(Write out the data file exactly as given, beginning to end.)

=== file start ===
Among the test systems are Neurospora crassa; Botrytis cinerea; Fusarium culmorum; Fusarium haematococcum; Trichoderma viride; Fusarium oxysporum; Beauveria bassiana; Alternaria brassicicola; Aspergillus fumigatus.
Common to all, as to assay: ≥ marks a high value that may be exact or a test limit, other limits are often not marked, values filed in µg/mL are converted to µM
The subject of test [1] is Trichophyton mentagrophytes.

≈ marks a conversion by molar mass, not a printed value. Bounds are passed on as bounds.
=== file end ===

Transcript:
Among the test systems are Neurospora crassa; Botrytis cinerea; Fusarium culmorum; Fusarium haematococcum; Trichoderma viride; Fusarium oxysporum; Beauveria bassiana; Alternaria brassicicola; Aspergillus fumigatus.
Common to all, as to assay: ≥ marks a high value that may be exact or a test limit, other limits are often not marked, values filed in µg/mL are converted to µM
The subject of test [1] is Trichophyton mentagrophytes.

≈ marks a conversion by molar mass, not a printed value. Bounds are passed on as bounds.